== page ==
Will the same approach produce similar results for Ryan Newman?

The 16 drivers of the NASCAR's Chase for the Sprint Cup are photographed during NASCAR Chase Media Day on September 17, 2015 in Chicago, Illinois.
The 16 drivers of the NASCAR's Chase for the Sprint Cup are photographed during NASCAR Chase Media Day on September 17, 2015 in Chicago, Illinois.
The 16 drivers of the NASCAR’s Chase for the Sprint Cup are photographed during NASCAR Chase Media Day on September 17, 2015 in Chicago, Illinois.

CHICAGO –In executing his game plan during last year’s Chase for the NASCAR Sprint Cup, Ryan Newman failed miserably.

Even so, with a runner-up finish to Kevin Harvick at Homestead-Miami Speedway, Newman came within a half-second of winning the series championship.

“Our approach last year was to win every race,” Newman said Thursday afternoon. “We didn’t win any of ‘em. We came really close at the end.”

Newman enters this year’s Chase with the exact same attitude.

“So, yes, my approach is the same, but that doesn’t mean it’s going to guarantee us to advance past the first round,” said Newman, who hasn’t won a race since he took the checkered flag at Indianapolis in 2013.

As his 51 career poles will attest, Newman historically has been one of the strongest qualifiers in the series, but he hasn’t won a pole since 2013 either. And that’s one area he knows he and his team need to improve, if the No. 31 Richard Childress Racing Chevrolet is going to remain in contention for a title.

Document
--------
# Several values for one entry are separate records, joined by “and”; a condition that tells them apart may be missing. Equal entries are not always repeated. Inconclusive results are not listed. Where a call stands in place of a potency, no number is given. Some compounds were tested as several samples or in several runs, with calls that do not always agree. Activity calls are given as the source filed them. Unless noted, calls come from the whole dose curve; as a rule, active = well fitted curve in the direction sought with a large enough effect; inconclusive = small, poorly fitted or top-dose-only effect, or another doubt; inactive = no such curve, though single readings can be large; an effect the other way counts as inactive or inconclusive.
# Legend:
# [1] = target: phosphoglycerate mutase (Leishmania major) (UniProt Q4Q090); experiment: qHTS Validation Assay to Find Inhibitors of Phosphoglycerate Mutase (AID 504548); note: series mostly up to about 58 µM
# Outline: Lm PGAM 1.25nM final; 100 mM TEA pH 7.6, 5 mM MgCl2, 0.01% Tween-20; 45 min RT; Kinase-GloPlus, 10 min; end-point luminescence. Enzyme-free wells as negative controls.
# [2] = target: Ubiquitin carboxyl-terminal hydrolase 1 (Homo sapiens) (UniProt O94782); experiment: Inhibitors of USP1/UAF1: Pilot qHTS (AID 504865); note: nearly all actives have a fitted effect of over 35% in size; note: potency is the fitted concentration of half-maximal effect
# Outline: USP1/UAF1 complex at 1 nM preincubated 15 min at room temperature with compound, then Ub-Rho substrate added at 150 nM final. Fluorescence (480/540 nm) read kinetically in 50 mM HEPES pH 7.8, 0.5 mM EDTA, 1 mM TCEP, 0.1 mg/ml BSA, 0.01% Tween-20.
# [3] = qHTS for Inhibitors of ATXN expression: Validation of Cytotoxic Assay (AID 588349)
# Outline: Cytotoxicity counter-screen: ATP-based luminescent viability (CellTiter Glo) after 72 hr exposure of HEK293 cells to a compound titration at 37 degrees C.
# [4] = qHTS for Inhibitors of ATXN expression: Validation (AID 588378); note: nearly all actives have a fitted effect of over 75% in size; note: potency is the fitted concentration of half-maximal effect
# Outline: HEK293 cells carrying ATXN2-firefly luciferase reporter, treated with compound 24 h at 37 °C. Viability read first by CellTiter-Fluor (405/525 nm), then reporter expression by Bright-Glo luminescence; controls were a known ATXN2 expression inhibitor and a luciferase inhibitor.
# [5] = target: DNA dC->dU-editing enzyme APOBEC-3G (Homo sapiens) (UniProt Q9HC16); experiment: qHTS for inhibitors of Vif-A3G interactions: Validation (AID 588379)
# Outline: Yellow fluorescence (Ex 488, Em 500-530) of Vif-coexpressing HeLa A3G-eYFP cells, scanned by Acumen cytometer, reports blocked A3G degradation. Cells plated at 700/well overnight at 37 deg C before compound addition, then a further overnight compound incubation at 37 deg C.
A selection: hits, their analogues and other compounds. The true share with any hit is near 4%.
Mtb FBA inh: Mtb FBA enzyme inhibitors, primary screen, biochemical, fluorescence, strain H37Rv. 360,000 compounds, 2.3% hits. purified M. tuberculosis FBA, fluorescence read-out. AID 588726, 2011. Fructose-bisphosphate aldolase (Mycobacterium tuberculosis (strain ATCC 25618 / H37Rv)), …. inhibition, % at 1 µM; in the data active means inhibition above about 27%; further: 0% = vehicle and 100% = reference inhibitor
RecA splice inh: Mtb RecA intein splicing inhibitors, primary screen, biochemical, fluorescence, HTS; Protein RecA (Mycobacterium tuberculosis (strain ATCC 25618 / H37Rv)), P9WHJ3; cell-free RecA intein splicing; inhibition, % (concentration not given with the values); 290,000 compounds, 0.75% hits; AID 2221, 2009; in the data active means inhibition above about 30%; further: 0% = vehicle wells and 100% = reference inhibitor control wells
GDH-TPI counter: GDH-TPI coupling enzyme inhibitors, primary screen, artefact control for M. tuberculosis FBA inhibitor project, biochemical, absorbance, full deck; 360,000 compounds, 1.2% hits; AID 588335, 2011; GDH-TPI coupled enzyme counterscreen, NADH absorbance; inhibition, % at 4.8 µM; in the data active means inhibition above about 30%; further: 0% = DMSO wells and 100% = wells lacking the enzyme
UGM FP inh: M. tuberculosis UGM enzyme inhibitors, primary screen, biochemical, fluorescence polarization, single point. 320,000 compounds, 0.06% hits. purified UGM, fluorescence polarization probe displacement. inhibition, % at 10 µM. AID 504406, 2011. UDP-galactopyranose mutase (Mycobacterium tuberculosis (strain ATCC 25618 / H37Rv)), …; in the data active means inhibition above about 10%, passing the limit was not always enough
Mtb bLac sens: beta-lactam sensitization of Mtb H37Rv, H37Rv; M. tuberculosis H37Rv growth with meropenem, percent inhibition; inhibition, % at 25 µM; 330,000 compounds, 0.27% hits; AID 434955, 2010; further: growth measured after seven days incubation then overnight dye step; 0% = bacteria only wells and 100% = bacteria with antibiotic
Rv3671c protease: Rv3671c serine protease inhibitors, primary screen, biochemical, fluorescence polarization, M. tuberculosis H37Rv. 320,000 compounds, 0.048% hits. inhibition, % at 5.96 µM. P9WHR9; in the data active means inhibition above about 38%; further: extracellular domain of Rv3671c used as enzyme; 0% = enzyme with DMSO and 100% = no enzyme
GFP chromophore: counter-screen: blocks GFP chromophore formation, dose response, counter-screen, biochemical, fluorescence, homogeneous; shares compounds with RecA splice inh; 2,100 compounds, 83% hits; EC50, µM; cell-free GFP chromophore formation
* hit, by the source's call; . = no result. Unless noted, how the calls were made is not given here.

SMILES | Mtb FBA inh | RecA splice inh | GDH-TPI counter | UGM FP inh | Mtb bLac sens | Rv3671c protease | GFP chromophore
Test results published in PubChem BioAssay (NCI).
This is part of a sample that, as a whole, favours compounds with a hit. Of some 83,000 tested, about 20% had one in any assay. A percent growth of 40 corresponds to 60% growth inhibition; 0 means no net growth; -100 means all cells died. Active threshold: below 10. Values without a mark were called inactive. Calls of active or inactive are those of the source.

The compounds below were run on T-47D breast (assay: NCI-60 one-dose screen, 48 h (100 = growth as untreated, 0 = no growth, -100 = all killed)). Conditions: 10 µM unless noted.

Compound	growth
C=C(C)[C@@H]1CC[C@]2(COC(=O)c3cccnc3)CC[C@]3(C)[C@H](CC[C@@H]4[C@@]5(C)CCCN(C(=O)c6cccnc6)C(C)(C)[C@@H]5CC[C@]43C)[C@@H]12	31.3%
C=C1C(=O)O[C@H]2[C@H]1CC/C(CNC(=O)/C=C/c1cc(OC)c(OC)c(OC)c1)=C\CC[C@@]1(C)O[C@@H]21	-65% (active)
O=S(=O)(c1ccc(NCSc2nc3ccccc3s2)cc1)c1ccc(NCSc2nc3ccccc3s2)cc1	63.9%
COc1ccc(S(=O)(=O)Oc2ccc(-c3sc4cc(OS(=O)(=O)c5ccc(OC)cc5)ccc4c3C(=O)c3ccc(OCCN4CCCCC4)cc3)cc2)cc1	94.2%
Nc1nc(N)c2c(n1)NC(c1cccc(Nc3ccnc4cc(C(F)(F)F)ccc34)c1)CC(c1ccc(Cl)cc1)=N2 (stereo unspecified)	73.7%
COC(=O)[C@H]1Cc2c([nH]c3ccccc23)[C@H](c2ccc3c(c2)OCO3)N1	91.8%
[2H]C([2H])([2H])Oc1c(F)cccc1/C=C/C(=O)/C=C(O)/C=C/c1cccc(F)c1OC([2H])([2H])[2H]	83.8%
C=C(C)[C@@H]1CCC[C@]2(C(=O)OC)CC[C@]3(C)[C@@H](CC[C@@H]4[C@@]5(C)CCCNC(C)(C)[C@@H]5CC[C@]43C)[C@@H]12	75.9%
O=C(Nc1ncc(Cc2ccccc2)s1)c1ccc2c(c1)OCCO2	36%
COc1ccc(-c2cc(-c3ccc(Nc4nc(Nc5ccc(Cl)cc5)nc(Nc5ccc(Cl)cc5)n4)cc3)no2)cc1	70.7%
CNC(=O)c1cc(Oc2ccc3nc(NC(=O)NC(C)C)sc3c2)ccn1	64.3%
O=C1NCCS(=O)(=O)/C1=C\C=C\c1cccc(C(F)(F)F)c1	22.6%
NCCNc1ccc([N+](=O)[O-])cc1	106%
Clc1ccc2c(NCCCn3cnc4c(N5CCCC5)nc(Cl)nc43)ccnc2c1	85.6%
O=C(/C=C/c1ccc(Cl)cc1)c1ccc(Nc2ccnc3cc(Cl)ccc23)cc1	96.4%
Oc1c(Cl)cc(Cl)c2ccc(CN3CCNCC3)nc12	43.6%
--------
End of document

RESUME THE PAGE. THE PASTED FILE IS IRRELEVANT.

“I haven’t won a pole since they went to group qualifying (in 2014) — haven’t really been that close,” Newman said. “I think we were second at Martinsville. I don’t think that I’m due. I don’t think that there’s anything that it owes me.

“I think it’s just a matter of us doing a better job, and that could be the way we do any part of it — the strategy part of it, adjusting the race car, working through our setup package, when to go out, when to do it strategy-wise. There’s a lot more to it than just picking the random draw and saying, ‘OK, it’s your turn.’”

About Greg Engle 7420 Articles
Greg is a published award winning sportswriter who spent 23 years combined active and active reserve military service, much of that in and around the Special Operations community. Greg is the author of "The Nuts and Bolts of NASCAR: The Definitive Viewers' Guide to Big-Time Stock Car Auto Racing" and has been published in major publications across the country including the Los Angeles Times, the Cleveland Plain Dealer and the Atlanta Journal-Constitution. He was also a contributor to Chicken Soup for the NASCAR Soul, published in 2010, and the Christmas edition in 2016. He wrote as the NASCAR, Formula 1, Auto Reviews and National Veterans Affairs Examiner for Examiner.com and has appeared on Fox News. He holds a BS degree in communications, a Masters degree in psychology and is currently a PhD candidate majoring in psychology. He is currently the weekend Motorsports Editor for Autoweek.